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CLEVEDON FARMERS MARKET

Posted by Eleanor Ozich on

 

This morning we leave early for the Farmers Markets in Clevedon, a weekend ritual that revives the soul and inspires meals for the week ahead. We drive for half an hour or so through idyllic farmland, I can’t help but feel anticipation for what this week will have on offer. A large empty woven bag waits to be filled with artisan food and locally grown produce.

There is a faint whiff of fresh herbs as we wander inside, a romantic mingling of herbaceous smells, heavy and fragrant from the past few days of summer rain.  

Our first call at the market, before the cheese, coffee and produce is for something comforting to eat. Beside the eftpos stand, there is a stall selling delectable looking Cornish pasties. The decision is tricky. Aged angus beef, potato and swede, or perhaps a meat free option of tasty cheese and onion.  I decide to try one with a filling of wild smoked venison sausage, my husband opts for a generously sized rustic sausage roll. Once in possession of the buttery pastry, I devour it straight from the brown paper bag, it’s even more delicious than I imagined.

With a warm, creamy coffee in hand, we set off around the markets. The options are plentiful. With over fifty unique stalls to browse, we are spoilt for choice. Our next purchase is a selection of cheese from Clevedon Valley Buffalo Company. A ball of creamy mozzarella is absolutely necessary, as is a delicate piece of creamy ricotta to later be enjoyed on toast with a little honey. The artisan cheese makers also sell a lovely yoghurt, made with fresh milk from water buffalo which graze freely on lush open pasture in Clevedon.

My eye catches an interesting sign, Running Brook Heritage Seeds. There is an extensive collection of organically grown seeds for heritage vegetables, beans, flowers and herbs. The varieties are as exciting as they are intriguing.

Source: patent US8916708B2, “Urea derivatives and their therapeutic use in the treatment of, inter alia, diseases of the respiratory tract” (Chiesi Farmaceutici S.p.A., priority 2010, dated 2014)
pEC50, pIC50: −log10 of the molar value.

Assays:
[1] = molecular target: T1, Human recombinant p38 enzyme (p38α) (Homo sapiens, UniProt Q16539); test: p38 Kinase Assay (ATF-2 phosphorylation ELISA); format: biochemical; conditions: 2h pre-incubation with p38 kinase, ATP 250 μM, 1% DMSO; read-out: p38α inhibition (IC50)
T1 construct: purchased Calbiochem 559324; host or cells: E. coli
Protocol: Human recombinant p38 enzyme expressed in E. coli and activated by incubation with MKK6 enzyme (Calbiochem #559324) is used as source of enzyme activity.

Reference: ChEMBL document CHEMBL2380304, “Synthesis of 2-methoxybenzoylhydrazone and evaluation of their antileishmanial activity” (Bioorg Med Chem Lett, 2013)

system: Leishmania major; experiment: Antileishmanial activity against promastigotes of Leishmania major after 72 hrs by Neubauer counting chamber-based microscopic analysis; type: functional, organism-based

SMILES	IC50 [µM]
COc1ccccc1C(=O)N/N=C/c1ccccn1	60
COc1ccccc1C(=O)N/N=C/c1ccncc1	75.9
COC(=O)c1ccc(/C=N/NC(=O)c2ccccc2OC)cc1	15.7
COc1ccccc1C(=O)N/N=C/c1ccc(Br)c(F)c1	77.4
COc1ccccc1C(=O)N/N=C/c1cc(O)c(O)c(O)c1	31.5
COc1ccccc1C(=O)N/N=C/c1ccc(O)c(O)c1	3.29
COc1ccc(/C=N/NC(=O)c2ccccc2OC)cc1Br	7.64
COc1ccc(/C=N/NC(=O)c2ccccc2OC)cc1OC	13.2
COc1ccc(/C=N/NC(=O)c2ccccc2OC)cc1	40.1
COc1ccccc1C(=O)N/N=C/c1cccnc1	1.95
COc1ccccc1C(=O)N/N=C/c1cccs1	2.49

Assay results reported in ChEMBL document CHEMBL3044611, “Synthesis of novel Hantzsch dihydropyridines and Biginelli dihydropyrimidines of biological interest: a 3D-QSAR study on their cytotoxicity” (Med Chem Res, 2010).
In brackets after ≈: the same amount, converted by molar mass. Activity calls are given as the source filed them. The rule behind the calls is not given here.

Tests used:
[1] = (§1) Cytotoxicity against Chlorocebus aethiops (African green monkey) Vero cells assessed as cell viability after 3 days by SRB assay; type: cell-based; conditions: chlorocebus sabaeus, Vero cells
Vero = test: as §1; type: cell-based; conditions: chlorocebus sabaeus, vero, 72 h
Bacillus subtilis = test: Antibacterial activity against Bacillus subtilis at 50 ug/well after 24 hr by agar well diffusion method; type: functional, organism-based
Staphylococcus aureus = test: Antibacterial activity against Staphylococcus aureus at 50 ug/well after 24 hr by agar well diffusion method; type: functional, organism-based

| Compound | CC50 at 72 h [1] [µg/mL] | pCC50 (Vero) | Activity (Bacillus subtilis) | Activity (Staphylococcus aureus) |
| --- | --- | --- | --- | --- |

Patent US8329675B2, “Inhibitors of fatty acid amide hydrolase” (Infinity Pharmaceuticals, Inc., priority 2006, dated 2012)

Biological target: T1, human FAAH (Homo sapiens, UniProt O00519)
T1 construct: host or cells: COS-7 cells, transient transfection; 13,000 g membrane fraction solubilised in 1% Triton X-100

I take a few minutes to tenderly choose selection of unusually shaped tomatoes from Curious Croppers, a local grower who specialises in unique heirloom varieties. I fill a brown bag with hues of cheerful yellow, ruby red and dark indigo. I am little disheartened to see that I have perhaps taken too long, the last of the beautiful looking marble skinned eggplants  have been sold to the lady next to me. Not to worry though, as I am suddenly inspired of what to create for dinner this evening.

There’s a stall selling slim bottles of River Estate olive oil, each poured in to little ramekins with ciabatta for dipping. This morning, we choose a vibrant variety called Koroneiki, fresh with floral notes, a slightly grassy flavour and a gentle peppery aftertaste.  It will be perfect for drizzling on tonight’s salad.

I glance at the time, two hours seemed to have passed. It has been a beautiful morning, peaceful and perfect. We feel full, not only from the nourishment of delicious food, but from the blissful time spent in the countryside.

As we head towards the entrance, I can’t help but pick up a large glass bottle of Organic Mechanic Kombucha, an effervescent sparkling fermented tea infused with a little ginger. It’s not overly sweet as many varieties of kombucha can be. We take turns sipping it straight from the bottle as we wander to the car.

This article originally featured in Taste Magazine. You might also be interested in reading about the Hobsonville Point Farmers Market, or the Oratia Farmers Market. 

 

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